As [livejournal.com profile] howtheduck reminds us, Lynn would never under any circumstances kill Merv's avatar no matter how merciful that would be to mere outsiders. It isn't just that Elly must not be made a poor orphan sixty-year old woman with grandchildren. Were it only a sentimental love of her father that carried over into a need to not kill his avatar, we would merely be the unwilling witnesses to Lynn's bad taste.

What seems to be really happening is that the daddy who she loves more than anyone else disappointed her and refused to give her closure as regards her childhood. Said closure seems to entail his admitting that yes, he actually should have publicly beaten her mother into a bloody, whimpering pulp for daring to set limits on Lynn's behaviour and popping out a son to outshine her and so on and so forth. Since there was no God-damned way in Hell Merv Ridgway was going to do that because I really don't think that he thought his wife did anything wrong, we'd have to endure the latest indignity heaped upon poor old Jim were the strip still a going concern.
dreadedcandiru2: (Snarky Candiru)
Now that it's what I call Canada Day and what a lot of old people still call "Dominion Day", I'd like to take a bit of time from criticizing Elly to explaining something that might confuse certain people. You see, every so often, I make a point of alluding to how Elly was raised to be a small-minded thickie with the prententious habit of using British spelling and the irritating need to bow and scrape to the horse-faced German princelings living in Buckingham Palace by plagiarizing Barbadian-Canadian author Austin Clarke and stating that she grew up stupid under the Red Ensign. Just as some of you are confused by the words "bargoon" and "garburator" or the use of the word "hydro" to mean "electricity", I know that at least one of you out there thinks that a thing is a person.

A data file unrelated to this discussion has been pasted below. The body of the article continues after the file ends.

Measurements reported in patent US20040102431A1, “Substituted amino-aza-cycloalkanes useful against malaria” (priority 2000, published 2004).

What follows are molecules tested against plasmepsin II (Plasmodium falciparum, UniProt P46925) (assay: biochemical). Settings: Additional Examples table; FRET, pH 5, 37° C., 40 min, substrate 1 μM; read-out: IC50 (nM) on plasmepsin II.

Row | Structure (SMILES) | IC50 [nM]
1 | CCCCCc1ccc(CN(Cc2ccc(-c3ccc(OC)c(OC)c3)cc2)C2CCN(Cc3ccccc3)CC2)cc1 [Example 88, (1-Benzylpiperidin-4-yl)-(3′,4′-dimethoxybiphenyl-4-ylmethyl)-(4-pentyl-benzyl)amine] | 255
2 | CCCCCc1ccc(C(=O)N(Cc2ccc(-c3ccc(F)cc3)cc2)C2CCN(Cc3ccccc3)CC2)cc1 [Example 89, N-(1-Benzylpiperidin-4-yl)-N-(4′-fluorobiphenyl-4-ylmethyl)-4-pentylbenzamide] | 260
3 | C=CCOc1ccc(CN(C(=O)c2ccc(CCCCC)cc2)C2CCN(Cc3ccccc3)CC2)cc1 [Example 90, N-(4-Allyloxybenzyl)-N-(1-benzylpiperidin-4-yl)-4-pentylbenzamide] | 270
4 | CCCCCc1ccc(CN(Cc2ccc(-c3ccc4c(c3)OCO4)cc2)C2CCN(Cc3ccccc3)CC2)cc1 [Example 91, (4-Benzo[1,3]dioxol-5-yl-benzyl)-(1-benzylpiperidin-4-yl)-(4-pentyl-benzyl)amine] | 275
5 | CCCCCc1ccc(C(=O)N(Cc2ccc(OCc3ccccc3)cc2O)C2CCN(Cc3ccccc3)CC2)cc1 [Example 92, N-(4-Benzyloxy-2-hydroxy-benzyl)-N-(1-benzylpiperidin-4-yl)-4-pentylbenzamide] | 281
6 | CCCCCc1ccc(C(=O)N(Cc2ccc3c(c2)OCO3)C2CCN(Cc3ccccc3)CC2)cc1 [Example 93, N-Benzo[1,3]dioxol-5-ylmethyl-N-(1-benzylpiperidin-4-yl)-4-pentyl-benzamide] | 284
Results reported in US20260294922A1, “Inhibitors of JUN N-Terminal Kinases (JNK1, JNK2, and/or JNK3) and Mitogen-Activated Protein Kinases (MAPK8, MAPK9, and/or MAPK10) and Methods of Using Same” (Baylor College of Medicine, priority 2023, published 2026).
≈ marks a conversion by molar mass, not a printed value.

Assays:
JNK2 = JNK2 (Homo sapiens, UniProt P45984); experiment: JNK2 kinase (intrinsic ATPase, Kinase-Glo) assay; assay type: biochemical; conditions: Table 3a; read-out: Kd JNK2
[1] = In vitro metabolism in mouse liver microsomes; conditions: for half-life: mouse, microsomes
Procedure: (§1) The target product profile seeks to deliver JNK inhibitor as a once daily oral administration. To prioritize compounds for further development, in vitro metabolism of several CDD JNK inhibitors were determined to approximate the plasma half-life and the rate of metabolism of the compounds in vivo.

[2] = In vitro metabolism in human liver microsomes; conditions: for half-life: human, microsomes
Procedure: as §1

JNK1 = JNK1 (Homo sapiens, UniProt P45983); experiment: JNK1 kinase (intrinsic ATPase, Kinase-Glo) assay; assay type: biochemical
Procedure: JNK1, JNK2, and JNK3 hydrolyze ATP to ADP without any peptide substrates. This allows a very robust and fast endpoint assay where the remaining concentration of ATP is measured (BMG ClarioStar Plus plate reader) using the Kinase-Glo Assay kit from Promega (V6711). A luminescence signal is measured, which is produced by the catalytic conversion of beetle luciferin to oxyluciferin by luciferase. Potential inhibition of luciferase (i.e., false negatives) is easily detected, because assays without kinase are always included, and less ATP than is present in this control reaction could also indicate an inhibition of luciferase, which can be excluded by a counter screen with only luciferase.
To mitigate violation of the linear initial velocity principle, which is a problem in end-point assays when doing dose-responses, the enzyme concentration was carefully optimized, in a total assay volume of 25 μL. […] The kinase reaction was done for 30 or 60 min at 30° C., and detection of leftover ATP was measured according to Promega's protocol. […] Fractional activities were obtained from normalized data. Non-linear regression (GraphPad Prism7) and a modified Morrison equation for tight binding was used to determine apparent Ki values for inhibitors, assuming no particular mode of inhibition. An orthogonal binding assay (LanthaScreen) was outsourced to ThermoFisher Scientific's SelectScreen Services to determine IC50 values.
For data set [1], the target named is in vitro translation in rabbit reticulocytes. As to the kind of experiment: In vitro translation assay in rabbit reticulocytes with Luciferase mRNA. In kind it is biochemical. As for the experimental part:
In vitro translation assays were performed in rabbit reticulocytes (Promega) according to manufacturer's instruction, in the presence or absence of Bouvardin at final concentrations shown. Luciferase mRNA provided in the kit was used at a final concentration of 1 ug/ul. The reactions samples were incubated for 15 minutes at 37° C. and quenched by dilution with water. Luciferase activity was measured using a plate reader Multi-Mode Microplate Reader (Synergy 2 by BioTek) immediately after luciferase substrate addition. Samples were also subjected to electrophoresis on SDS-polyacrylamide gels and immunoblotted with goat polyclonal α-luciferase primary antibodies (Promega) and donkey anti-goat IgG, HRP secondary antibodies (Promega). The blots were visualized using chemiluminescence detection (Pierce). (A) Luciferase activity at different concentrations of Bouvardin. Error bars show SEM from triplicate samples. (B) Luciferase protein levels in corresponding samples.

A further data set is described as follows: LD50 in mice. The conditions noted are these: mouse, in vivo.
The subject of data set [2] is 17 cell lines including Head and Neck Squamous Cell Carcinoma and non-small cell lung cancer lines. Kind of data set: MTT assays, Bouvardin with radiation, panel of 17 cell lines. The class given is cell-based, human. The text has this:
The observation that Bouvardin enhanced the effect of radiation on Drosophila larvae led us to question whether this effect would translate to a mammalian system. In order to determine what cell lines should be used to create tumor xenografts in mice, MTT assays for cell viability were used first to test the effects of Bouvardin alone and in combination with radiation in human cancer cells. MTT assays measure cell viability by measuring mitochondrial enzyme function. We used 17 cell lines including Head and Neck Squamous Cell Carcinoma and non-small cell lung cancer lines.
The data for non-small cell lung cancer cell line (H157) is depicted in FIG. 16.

This is because a lot of people aren't quite clear on the fact that Canada is a Dominion of the British empire and that one of those Germans I mentioned is our head of state. For the longest time, our (unofficial) national flag:

reflected that fact.  Since it's a red naval ensign defaced with the lesser coat of arms, people called it the Red Ensign. That being said, not everyone was content with things as they were. For years, the people who thought that our connection to Britain was what defined us as a nation fought those who wanted a symbol that said we're Canadians first and subjects of Lillibet second. If things had been left to run their course, we'd be like Australia or New Zealand and still be debating adopting a distincive flag were it not for the tenacity of Lester Pearson. His own preferred design was something that the veteran's groups who were most opposed to the change (based on the fact that they thought that their dead comrades would have an opinion on the matter) called "Pearson's Pennant":
The reason that this wasn't adopted wasn't that it didn't have the union flag. The reason was that blue isn't an official Canadian color. An expert on heraldry took this design and after a bit of tweaking, came up with the design we have now: